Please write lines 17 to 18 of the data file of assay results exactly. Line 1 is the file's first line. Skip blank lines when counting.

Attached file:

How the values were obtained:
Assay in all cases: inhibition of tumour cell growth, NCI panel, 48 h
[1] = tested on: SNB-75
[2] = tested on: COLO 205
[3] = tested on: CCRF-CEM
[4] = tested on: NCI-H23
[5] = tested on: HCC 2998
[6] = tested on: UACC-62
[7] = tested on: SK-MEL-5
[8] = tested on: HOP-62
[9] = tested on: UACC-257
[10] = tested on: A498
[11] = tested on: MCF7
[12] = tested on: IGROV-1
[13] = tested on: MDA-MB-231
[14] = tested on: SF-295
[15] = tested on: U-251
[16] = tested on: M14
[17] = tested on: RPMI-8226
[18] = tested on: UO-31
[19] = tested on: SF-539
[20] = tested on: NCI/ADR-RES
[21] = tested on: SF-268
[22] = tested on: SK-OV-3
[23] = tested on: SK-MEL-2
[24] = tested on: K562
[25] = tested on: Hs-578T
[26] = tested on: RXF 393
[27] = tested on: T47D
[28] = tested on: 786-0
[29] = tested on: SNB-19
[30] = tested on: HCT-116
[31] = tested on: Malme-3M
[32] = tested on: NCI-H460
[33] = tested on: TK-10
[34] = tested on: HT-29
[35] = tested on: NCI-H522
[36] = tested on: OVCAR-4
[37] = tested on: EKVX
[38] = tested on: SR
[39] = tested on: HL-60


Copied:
[15] = tested on: U-251
[16] = tested on: M14